'It is not my purpose to inform my readers how the manuscripts of that eminent antiquary, the Rev. J. A. Rochecliffe, D. D., came into my possession. There are many ways in which such things happen, and it is enough to say they were rescued from an unworthy fate, and that they were honestly come by. As for the authenticity of the anecdotes which I have gleaned from the writings of this excellent person, and put together with my own unrivalled facility, the name of Doctor Rochecliffe will warrant accuracy, wherever that name happens to be known.
With his history the reading part of the world are well acquainted ; and we might refer the tyro to honest Anthony A Wood, who looked up to him as one of the pillars of High Church, and bestows on him an exemplary character in the Athenae Oxonienses, although the Doctor was educated at Cambridge, England's other eye.'
The character Doctor Rochecliffe, which appears in Sir Walter Scott's "Woodstock, or the Cavalier" (text above), connects today's subject, Sir Christopher Wren, with Walter Scott. Christopher Wren was born on October 20, 1632.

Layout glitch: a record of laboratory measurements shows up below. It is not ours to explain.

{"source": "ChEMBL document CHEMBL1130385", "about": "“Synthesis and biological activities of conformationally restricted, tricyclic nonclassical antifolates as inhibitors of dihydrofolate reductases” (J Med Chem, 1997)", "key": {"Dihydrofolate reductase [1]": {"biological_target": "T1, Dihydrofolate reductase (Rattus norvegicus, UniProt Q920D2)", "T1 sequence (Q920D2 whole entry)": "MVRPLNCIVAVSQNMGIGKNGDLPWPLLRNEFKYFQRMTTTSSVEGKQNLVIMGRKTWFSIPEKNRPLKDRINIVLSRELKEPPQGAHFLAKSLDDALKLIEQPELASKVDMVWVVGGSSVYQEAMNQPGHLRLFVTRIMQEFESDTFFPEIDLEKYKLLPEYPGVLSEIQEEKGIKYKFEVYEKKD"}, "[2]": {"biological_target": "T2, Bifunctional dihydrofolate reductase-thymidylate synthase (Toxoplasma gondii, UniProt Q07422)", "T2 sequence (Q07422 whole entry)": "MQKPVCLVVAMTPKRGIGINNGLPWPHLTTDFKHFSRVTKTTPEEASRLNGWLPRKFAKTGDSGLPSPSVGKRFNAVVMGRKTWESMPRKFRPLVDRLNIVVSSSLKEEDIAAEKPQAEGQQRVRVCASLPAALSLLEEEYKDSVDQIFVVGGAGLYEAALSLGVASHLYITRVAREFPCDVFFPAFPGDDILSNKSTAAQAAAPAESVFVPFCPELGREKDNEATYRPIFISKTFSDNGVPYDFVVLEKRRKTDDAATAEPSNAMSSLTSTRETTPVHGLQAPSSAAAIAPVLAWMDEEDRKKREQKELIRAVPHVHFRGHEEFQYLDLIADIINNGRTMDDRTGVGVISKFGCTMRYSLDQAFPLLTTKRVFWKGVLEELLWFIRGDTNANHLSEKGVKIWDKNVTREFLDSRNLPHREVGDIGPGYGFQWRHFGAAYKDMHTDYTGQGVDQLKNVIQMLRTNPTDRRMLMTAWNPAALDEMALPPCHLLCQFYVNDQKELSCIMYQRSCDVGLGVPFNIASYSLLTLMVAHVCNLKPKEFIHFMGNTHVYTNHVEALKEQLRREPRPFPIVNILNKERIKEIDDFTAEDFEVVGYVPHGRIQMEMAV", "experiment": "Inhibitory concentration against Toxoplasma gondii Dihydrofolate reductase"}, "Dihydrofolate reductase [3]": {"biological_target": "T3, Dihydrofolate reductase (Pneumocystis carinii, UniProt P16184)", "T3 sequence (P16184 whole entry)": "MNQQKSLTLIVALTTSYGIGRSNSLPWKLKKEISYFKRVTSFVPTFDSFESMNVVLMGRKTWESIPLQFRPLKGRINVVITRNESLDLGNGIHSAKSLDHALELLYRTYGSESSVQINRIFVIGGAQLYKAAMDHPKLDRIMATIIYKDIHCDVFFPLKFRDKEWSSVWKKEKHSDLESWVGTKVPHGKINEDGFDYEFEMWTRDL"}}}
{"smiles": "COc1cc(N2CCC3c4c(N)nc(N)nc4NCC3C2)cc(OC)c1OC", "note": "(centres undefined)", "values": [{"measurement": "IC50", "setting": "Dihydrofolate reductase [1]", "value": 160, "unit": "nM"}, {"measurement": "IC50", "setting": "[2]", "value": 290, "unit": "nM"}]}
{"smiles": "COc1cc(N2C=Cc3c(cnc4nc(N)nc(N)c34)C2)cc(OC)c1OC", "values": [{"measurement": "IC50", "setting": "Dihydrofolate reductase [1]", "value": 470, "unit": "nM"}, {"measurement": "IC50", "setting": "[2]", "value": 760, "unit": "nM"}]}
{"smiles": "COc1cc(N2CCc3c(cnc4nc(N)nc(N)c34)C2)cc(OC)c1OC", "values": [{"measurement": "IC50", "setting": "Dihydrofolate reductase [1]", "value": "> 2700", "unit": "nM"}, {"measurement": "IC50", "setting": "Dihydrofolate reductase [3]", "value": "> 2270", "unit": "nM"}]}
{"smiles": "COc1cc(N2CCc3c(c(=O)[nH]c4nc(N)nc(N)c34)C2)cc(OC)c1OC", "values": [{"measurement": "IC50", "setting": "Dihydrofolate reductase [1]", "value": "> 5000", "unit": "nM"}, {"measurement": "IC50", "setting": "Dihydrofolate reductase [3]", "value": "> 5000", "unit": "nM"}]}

The architect Wren is best known for his redesign of St. Paul's Cathedral in London. The connection to the Rochecliffe character comes through a friend of Wren's uncle, Bishop Matthew Wren, who led the effort to rebuild St. Paul's after it had been damaged by Puritans. As related by Lucy Phillimore in "Christopher Wren": 'Bishop Wren held firmly to his trust in Monk's loyalty, though many things might well have shaken his confidence. In the curious life of Dr. John Barwick, one of the king's most faithful agents, from whom Sir Walter Scott may have taken many of the features of the indefatigable plotter 'Dr. Rochecliffe' it is said that he (Dr. Barwick) 'often heard the Right Reverend Bishop of Ely promise himself all he could wish from the General's fidelity.' '